DEAR ABBY: What is the proper way to handle a problem with a 4-year-old boy whose parents pay no mind to what he is doing or whom he is annoying? The child is always outdoors early in the morning and also in the evening -- unsupervised. He constantly stops everyone he sees and asks a hundred questions.
He is a nice little boy, and while I feel for him, I wonder how these parents could allow him to roam with no supervision, expecting the neighborhood to entertain and care for him.
I have a 6-year-old son and I never allow him in the front yard unless I am there to watch him. I would never permit him to bother the neighbors. However, when I go out with my son, I always have to deal with the endless questions from the neighbor boy.
It's not fair that when I have time to take my son outside I have to baby-sit this neighbor child. I've asked him where his mother is and have sent him home many times, but he comes back again and again.
It's not his fault, and I hate to be mean to him. I blame his parents. Abby, what am I to do? -- UNWILLING BABY SITTER IN NEW YORK
DEAR UNWILLING: The child may simply be curious, or he may crave attention from an adult.
Instead of asking him where his mother is, check to be sure there is an adult in the home. Introduce yourself to the head of the household and express your concern. A 4-year-old is too young to be outdoors alone with no supervision -- particularly since he approaches any adult who happens to be nearby. If the mother can't watch her child, she should make arrangements for someone else to do it.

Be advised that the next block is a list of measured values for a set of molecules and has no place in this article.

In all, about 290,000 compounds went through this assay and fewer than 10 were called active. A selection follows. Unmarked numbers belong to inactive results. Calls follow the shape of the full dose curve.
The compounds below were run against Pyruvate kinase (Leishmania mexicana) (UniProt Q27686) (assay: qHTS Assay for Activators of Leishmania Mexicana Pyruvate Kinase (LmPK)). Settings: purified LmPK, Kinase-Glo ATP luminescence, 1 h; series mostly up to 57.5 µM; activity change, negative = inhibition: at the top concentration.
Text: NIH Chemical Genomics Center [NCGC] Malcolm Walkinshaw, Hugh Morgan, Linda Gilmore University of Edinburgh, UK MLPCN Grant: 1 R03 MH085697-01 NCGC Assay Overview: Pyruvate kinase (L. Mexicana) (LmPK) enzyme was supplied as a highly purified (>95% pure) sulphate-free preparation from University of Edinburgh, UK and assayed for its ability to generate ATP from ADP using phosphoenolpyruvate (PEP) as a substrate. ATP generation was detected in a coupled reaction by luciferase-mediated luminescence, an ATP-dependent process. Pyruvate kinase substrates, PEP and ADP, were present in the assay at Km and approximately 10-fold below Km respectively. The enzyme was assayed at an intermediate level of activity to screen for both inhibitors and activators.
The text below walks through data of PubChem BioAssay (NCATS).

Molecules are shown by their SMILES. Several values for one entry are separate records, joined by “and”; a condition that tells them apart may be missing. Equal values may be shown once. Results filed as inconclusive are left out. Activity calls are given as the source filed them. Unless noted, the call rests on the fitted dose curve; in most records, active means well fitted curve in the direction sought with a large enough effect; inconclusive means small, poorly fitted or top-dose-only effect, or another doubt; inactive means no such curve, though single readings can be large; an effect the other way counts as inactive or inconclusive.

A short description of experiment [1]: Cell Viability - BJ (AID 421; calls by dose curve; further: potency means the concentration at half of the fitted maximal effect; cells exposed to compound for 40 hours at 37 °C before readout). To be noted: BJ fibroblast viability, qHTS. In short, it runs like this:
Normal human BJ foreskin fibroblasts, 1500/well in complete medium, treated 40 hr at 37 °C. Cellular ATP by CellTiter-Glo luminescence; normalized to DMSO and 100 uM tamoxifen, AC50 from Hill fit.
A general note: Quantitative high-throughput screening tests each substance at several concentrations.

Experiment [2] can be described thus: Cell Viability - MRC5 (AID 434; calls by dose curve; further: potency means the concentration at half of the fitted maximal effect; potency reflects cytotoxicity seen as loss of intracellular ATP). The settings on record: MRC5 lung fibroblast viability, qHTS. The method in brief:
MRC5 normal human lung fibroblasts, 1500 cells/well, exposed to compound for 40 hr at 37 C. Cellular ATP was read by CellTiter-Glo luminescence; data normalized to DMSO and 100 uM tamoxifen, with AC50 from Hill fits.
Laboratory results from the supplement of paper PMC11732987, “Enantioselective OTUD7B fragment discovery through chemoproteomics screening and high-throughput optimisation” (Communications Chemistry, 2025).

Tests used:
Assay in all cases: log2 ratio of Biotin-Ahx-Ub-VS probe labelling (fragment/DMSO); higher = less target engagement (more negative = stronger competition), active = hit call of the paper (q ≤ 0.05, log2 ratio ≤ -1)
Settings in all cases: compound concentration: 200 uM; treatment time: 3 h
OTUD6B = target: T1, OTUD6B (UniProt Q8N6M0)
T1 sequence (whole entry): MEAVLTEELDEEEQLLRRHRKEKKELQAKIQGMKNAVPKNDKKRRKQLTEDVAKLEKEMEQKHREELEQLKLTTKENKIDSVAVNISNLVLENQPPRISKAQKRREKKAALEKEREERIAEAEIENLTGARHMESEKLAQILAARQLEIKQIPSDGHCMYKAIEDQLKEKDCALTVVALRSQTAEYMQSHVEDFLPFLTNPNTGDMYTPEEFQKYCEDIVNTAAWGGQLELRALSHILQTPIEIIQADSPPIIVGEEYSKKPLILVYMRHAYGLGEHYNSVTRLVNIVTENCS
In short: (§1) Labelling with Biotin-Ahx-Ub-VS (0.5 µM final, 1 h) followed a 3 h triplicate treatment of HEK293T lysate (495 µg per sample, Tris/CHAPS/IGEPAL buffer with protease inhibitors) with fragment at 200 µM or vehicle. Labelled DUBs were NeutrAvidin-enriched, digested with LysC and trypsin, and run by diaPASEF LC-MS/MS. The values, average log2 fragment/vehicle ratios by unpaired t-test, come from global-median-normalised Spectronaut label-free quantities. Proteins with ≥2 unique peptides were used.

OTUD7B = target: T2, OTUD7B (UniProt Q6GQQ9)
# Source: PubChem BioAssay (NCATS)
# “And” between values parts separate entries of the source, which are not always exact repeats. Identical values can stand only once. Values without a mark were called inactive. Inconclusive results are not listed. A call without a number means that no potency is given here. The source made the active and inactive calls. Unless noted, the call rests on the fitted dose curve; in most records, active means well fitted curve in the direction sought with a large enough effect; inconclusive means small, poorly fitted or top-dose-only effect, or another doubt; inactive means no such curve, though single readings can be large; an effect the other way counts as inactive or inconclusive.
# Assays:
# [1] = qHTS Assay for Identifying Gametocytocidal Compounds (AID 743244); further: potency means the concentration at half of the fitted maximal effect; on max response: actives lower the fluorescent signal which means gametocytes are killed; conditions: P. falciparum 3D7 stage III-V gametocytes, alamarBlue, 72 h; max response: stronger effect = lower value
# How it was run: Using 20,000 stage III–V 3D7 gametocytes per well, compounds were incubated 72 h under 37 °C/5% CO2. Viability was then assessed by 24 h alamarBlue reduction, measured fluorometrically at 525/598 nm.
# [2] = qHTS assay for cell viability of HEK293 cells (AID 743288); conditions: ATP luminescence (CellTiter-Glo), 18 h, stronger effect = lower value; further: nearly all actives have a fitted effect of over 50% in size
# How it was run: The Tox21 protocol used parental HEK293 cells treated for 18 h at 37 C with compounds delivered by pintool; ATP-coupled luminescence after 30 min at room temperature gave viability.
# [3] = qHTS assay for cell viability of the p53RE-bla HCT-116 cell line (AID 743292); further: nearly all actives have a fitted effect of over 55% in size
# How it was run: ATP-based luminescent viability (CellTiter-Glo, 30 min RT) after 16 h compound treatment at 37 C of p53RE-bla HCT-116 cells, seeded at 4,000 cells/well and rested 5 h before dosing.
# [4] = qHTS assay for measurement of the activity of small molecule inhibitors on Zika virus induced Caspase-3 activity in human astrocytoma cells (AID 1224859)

Your gesture may be met with some degree of hostility -- but for the sake of the child, you should make it.
DEAR ABBY: I hope you can help me. I'm at my wit's end. I have a daughter, 28, I'll call Susie.
Susie steals everything she sees, mostly from the family. I'll buy things for my personal use, and when she visits my house I have to lock my bedroom door so she won't get into my bureau. She even swipes things from the kitchen. My three older children don't behave that way. They are all trustworthy.
Susie, however, keeps taking what she wants from me and her brothers and sisters. She even stole my youngest son's jeans. We have confronted her, but it does no good.
Abby, can you tell me how we can stop her from stealing from us? -- STICKY FINGERS' MOM
DEAR MOM: Susie clearly needs professional help to overcome her compulsion to steal. If your daughter doesn't respect ownership in her own family, it could lead to thievery outside the home, where the authorities may not be so tolerant.
DEAR ABBY: I am 14 years old and have a boyfriend the same age. We see each other at school and talk on the phone (I am not allowed to date yet). Many times our conversations are about nothing. Can you please help me think of some things to talk about with him? I get embarrassed by the long silences on the phone, but I don't want to hang up.
I would appreciate any help you can give me. -- CLUELESS IN NEW ORLEANS
DEAR CLUELESS: Ask your boyfriend questions about himself, his family, hobbies, pets, etc. It is easy to talk about events at school that you are both familiar with, and friends you have in common.
What about a favorite television program, movie or book? Also, there are many events happening in the world every day. Read the newspaper and ask him what he thinks about something currently in the news.
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